The Group has received many shareholder and vendor claims and notices of regulatory investigation, and litigation remains a significant outstanding challenge. The Management Board, assisted by a litigation committee, and the Group’s attorneys, continue to work towards a resolution of outstanding claims against the Group. In parallel, we are also evaluating potential claims we may have against third parties, and recoveries against implicated entities and individuals are being initiated where appropriate. Recently issued proceedings against members of the former management team are such steps in this process.
As we look back on the progress made in the first half, we are both realistic and encouraged in our outlook. Realistic because we know that uncertainties persist and we still face many tough challenges on the road to rehabilitation but encouraged that progress has been made and the next phase of our recovery is beginning to come into focus.
The hard work on the financial restructuring in the first half and prior periods will, in all likelihood, shortly come to fruition, bringing with it the stability that will allow us to turn the page and concentrate fully on maximising value from our operating companies.
While trading conditions in the period ahead will reflect a tougher global economy, at operating level Steinhoff remains a geographically well-diversified, global retail group providing everyday products at affordable prices, through a stable of strong local brands. Businesses such as Pepkor Africa and Pepkor Europe continue to grow strongly while others such as Mattress Firm and Conforama remain in turnaround but retain strong market positions and significant recovery potential.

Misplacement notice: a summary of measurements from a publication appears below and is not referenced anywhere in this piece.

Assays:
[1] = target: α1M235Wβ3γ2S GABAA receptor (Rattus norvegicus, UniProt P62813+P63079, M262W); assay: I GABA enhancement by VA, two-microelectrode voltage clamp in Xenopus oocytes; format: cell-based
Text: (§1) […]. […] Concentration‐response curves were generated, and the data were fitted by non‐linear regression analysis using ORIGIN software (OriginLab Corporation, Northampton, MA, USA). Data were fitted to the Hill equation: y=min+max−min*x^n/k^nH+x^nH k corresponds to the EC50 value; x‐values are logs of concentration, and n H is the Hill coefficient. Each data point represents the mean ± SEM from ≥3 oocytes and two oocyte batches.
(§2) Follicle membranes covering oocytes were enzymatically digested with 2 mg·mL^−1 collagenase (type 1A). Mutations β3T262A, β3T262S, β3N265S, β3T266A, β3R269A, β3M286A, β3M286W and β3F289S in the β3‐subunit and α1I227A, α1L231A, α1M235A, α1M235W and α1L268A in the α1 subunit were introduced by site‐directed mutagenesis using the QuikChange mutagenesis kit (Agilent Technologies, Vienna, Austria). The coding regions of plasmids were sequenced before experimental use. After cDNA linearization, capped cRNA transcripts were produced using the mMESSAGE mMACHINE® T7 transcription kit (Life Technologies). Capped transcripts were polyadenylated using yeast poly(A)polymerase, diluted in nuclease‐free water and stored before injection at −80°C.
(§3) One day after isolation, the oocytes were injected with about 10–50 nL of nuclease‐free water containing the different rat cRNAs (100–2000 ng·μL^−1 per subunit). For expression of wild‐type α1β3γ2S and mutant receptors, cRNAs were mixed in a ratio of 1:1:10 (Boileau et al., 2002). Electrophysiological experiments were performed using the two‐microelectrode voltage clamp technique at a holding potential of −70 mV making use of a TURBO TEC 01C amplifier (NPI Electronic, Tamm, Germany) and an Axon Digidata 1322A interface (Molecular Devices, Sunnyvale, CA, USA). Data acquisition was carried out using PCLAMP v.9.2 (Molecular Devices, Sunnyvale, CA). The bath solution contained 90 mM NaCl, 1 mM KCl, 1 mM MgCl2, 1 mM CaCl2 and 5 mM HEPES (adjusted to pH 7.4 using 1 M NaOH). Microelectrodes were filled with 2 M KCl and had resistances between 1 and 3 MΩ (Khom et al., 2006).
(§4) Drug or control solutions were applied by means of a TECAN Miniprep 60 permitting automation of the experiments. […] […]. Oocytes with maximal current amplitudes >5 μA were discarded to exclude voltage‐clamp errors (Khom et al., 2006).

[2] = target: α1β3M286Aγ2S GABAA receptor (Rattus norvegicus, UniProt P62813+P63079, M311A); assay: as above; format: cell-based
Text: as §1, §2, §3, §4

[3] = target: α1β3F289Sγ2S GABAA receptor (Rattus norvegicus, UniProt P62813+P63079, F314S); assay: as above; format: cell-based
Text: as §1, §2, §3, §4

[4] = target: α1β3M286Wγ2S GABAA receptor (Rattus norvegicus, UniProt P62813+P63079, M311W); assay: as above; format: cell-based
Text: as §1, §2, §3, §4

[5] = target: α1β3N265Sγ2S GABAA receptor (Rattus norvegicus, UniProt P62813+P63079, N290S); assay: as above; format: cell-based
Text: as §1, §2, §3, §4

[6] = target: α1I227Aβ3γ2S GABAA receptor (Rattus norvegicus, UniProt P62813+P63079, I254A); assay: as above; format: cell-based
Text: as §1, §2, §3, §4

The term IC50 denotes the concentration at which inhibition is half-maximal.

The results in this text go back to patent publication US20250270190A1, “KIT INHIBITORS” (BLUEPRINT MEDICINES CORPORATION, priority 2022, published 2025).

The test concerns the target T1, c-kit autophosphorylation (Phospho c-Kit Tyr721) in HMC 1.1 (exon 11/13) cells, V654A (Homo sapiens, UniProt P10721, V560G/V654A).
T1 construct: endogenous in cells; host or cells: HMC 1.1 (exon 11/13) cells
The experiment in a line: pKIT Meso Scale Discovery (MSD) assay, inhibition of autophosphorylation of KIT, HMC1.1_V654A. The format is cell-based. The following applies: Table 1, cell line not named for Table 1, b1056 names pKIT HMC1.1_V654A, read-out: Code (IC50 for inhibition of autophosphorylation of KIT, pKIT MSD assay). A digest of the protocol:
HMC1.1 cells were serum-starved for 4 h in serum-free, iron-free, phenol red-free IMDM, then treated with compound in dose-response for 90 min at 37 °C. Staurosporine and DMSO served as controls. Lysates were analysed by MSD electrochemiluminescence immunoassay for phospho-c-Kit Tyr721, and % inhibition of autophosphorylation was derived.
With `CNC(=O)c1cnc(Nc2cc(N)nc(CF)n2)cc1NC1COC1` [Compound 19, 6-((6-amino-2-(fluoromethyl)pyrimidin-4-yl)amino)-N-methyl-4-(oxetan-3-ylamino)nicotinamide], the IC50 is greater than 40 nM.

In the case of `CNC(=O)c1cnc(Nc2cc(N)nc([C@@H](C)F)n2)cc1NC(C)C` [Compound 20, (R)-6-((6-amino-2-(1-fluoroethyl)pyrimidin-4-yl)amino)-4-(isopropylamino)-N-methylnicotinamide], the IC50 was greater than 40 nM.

Our strategic direction is clear: we will focus on our operations, realise value where appropriate and plan to reduce our debt levels. There is much to do but we have a plan and a belief in the ability of this business and its people to deliver it.
We are grateful for the continuing support of our financial creditors, shareholders, staff, management, and Supervisory Board. We thank them all.
Steinhoff’s unaudited half-year results for six months ended 31 March 2019: